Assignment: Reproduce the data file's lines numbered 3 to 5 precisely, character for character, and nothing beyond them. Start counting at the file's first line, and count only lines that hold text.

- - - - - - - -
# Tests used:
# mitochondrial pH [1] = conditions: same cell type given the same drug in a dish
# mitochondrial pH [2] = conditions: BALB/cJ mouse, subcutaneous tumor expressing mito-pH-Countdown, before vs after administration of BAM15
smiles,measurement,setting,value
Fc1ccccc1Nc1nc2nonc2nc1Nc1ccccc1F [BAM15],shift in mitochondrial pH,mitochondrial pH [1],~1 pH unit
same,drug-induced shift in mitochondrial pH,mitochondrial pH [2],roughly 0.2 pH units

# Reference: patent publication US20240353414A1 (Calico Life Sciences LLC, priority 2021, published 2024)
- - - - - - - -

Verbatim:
# mitochondrial pH [2] = conditions: BALB/cJ mouse, subcutaneous tumor expressing mito-pH-Countdown, before vs after administration of BAM15
smiles,measurement,setting,value
Fc1ccccc1Nc1nc2nonc2nc1Nc1ccccc1F [BAM15],shift in mitochondrial pH,mitochondrial pH [1],~1 pH unit